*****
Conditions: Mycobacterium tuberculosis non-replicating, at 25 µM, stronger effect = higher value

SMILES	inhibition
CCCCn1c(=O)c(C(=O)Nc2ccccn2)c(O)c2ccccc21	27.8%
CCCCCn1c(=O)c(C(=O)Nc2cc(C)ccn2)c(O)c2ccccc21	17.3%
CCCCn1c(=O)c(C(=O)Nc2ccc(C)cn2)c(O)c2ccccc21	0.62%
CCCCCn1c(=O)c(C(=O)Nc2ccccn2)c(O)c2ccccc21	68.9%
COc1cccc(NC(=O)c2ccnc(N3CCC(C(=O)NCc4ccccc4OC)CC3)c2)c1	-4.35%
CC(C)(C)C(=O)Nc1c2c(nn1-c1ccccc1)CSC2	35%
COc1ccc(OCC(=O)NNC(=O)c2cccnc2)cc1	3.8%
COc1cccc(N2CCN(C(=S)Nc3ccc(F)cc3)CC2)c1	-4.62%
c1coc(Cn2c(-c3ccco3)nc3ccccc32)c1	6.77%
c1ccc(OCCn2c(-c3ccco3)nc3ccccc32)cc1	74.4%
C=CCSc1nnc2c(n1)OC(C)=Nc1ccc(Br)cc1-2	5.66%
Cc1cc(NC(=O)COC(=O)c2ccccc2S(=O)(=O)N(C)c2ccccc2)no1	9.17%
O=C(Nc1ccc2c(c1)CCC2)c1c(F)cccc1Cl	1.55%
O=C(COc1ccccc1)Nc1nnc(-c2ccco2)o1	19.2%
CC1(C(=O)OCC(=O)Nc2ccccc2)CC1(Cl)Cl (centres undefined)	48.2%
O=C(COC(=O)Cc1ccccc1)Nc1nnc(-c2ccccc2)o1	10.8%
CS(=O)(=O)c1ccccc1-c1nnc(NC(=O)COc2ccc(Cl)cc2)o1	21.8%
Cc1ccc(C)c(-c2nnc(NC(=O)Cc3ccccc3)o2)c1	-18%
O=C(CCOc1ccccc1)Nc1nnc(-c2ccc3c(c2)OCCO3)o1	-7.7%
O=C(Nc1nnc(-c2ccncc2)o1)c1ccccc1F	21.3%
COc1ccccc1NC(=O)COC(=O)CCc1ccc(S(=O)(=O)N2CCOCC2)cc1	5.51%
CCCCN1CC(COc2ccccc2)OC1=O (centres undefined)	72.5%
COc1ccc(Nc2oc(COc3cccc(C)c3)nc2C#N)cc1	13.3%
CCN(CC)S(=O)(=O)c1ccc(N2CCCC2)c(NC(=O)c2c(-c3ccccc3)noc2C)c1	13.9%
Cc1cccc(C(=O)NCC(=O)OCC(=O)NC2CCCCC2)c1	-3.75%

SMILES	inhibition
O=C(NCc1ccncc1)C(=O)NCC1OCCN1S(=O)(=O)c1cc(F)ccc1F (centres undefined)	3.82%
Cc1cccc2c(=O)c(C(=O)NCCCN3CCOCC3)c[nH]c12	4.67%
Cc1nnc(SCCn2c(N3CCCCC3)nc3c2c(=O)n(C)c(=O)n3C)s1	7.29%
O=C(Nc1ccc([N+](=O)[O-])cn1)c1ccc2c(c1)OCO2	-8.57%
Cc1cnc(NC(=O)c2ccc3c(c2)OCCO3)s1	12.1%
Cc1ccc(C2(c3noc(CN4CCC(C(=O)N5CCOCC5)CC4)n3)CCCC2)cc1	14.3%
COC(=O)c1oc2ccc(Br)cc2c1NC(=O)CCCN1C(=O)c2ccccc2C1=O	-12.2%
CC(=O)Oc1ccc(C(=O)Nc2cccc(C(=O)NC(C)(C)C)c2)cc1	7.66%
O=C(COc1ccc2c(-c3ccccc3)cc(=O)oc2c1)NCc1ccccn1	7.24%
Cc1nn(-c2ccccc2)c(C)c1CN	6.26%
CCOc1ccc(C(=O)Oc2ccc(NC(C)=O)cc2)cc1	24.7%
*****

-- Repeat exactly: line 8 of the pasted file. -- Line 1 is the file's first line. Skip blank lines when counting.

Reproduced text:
CC(C)(C)C(=O)Nc1c2c(nn1-c1ccccc1)CSC2	35%